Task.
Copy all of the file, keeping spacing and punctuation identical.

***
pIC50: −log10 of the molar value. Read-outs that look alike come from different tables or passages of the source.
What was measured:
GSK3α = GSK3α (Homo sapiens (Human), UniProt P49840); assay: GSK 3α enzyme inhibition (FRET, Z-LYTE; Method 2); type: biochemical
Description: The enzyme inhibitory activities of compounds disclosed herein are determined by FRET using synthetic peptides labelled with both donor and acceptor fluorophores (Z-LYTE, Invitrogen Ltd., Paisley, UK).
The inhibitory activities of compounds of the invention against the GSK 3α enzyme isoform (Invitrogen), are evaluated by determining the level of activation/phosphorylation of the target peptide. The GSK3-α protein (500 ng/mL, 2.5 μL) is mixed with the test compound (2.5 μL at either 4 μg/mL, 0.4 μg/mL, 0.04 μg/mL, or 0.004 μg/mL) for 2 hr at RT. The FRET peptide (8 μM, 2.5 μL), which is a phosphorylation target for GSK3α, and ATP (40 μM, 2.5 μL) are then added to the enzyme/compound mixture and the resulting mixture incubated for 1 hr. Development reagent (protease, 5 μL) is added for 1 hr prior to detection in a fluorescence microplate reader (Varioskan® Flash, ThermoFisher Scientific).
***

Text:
pIC50: −log10 of the molar value. Read-outs that look alike come from different tables or passages of the source.
What was measured:
GSK3α = GSK3α (Homo sapiens (Human), UniProt P49840); assay: GSK 3α enzyme inhibition (FRET, Z-LYTE; Method 2); type: biochemical
Description: The enzyme inhibitory activities of compounds disclosed herein are determined by FRET using synthetic peptides labelled with both donor and acceptor fluorophores (Z-LYTE, Invitrogen Ltd., Paisley, UK).
The inhibitory activities of compounds of the invention against the GSK 3α enzyme isoform (Invitrogen), are evaluated by determining the level of activation/phosphorylation of the target peptide. The GSK3-α protein (500 ng/mL, 2.5 μL) is mixed with the test compound (2.5 μL at either 4 μg/mL, 0.4 μg/mL, 0.04 μg/mL, or 0.004 μg/mL) for 2 hr at RT. The FRET peptide (8 μM, 2.5 μL), which is a phosphorylation target for GSK3α, and ATP (40 μM, 2.5 μL) are then added to the enzyme/compound mixture and the resulting mixture incubated for 1 hr. Development reagent (protease, 5 μL) is added for 1 hr prior to detection in a fluorescence microplate reader (Varioskan® Flash, ThermoFisher Scientific).